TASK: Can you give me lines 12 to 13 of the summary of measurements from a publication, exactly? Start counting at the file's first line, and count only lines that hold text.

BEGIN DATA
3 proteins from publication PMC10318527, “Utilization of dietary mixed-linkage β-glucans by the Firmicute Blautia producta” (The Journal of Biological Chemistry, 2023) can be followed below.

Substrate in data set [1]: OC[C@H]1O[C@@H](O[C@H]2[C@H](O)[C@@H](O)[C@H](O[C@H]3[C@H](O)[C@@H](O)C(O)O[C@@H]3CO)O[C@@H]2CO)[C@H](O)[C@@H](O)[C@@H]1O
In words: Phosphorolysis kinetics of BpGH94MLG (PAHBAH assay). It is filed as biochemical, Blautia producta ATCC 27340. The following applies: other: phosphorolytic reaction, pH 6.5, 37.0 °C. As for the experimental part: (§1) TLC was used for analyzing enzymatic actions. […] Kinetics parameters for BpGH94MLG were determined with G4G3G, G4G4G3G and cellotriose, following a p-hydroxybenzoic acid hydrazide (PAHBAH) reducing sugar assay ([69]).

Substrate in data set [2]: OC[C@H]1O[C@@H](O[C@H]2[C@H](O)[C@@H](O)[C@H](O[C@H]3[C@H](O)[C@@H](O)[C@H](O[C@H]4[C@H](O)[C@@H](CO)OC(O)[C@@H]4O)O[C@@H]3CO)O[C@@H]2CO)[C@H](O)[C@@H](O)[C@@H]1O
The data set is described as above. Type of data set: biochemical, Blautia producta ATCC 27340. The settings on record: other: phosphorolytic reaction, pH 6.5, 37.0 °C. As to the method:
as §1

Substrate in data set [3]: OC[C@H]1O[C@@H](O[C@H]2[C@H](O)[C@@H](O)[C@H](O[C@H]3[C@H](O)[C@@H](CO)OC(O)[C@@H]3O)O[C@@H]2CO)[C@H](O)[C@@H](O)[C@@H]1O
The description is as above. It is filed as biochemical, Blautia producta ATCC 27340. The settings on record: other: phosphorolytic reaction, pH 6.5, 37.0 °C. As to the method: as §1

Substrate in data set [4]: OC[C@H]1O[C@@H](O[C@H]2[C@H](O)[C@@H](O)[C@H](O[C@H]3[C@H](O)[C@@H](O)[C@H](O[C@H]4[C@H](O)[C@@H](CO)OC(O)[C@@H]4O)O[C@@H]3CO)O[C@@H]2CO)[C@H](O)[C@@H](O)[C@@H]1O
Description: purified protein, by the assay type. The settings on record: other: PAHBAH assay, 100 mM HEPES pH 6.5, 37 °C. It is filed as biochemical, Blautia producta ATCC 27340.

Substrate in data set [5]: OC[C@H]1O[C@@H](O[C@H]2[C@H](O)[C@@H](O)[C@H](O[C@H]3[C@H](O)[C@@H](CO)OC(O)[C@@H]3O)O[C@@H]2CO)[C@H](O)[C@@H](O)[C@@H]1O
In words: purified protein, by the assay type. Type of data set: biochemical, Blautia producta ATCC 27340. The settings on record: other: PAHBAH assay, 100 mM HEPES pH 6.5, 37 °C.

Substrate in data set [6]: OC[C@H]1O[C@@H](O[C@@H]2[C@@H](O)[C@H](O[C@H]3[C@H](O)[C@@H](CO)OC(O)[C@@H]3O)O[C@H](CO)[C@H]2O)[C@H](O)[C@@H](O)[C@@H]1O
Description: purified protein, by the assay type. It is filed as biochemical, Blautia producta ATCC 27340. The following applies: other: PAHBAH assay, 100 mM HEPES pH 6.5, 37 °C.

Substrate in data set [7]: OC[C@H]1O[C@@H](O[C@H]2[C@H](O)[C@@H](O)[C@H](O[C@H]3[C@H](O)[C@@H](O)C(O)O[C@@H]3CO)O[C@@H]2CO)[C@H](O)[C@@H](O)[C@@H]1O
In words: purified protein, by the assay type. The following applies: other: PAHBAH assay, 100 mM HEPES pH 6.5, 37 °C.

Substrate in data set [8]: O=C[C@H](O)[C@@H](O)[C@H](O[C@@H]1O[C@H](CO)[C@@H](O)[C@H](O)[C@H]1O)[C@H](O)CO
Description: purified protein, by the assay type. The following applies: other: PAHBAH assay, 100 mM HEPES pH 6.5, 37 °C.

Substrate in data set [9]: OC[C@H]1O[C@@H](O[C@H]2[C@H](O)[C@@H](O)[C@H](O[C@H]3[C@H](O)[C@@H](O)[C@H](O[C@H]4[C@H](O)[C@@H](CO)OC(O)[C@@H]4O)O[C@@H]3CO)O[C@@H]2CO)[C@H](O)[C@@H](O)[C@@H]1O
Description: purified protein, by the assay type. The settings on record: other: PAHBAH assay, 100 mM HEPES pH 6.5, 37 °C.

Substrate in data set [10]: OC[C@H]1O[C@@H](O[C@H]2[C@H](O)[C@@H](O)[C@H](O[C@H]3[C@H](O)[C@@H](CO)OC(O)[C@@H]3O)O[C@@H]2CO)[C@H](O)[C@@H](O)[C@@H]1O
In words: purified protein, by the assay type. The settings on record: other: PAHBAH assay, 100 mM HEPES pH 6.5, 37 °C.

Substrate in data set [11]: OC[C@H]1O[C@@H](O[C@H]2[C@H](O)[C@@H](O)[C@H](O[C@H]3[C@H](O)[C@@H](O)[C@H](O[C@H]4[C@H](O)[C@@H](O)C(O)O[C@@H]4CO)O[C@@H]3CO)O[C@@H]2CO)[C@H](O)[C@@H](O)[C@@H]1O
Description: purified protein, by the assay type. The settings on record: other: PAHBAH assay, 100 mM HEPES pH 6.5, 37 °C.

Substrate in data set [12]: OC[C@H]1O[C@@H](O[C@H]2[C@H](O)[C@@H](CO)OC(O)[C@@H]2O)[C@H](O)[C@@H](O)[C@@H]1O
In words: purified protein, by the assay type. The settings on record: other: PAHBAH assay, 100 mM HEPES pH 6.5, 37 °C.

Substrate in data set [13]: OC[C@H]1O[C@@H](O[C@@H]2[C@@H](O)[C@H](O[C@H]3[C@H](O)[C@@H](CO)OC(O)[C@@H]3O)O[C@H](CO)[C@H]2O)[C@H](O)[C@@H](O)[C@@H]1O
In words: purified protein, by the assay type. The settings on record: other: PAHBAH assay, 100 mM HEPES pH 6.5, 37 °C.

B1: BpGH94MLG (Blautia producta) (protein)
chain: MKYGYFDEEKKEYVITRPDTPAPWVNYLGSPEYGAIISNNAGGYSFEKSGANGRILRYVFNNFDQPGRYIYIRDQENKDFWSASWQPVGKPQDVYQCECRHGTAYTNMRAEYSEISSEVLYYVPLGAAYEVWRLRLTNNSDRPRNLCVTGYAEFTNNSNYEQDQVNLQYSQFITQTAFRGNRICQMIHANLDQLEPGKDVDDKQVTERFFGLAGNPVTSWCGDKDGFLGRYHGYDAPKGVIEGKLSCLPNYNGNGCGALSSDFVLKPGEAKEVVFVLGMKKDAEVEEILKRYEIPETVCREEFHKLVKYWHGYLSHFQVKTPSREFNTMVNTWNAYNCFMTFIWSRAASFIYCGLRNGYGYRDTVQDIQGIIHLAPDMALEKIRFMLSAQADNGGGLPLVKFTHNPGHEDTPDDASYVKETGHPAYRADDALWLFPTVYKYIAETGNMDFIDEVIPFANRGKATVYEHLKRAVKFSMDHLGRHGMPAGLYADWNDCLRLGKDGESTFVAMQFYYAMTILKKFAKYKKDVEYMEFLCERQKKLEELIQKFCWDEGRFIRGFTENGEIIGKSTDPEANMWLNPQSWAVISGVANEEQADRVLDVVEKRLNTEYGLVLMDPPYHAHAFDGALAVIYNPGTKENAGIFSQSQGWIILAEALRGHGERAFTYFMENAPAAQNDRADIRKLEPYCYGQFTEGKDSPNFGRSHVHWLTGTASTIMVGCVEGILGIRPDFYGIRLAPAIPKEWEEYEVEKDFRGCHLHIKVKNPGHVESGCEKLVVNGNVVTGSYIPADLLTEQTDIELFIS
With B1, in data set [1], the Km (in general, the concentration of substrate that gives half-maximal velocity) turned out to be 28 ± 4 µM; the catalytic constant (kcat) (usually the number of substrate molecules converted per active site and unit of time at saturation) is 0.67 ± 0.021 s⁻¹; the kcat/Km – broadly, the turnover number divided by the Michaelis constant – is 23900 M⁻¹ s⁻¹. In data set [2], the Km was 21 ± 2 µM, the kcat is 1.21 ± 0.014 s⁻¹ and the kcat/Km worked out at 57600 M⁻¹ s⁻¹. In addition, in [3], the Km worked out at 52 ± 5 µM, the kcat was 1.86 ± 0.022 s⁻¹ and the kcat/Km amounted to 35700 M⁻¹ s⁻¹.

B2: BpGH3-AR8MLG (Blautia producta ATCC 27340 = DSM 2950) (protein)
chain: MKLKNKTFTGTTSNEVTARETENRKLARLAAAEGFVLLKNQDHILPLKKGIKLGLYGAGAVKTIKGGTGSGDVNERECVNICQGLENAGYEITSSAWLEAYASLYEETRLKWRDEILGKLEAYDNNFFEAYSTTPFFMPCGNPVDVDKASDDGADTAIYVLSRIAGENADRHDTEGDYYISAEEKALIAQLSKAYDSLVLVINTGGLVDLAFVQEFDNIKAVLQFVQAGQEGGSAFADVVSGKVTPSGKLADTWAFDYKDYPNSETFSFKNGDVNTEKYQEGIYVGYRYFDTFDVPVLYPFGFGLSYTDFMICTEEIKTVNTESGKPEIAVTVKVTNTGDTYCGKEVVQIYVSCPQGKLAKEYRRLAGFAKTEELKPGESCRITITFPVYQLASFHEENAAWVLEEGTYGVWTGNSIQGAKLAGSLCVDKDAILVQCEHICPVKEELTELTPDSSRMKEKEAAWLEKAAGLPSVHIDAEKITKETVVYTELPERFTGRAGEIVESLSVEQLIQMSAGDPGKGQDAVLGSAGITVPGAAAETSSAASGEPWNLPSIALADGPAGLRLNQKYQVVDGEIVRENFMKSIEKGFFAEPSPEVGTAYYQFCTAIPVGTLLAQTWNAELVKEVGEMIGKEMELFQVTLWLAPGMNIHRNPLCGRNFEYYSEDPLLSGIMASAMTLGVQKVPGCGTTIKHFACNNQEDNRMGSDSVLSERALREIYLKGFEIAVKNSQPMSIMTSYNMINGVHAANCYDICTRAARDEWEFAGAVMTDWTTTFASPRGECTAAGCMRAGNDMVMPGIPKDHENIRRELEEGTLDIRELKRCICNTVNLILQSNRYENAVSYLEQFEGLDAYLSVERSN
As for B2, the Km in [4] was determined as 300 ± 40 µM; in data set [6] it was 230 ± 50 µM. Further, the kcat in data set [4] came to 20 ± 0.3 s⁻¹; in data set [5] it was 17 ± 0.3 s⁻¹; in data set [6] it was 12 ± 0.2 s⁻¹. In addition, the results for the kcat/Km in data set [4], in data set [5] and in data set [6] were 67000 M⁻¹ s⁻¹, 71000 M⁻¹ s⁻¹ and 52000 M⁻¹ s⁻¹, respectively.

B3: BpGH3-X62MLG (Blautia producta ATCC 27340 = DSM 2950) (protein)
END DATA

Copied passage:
In words: purified protein, by the assay type. Type of data set: biochemical, Blautia producta ATCC 27340. The settings on record: other: PAHBAH assay, 100 mM HEPES pH 6.5, 37 °C.

Substrate in data set [6]: OC[C@H]1O[C@@H](O[C@@H]2[C@@H](O)[C@H](O[C@H]3[C@H](O)[C@@H](CO)OC(O)[C@@H]3O)O[C@H](CO)[C@H]2O)[C@H](O)[C@@H](O)[C@@H]1O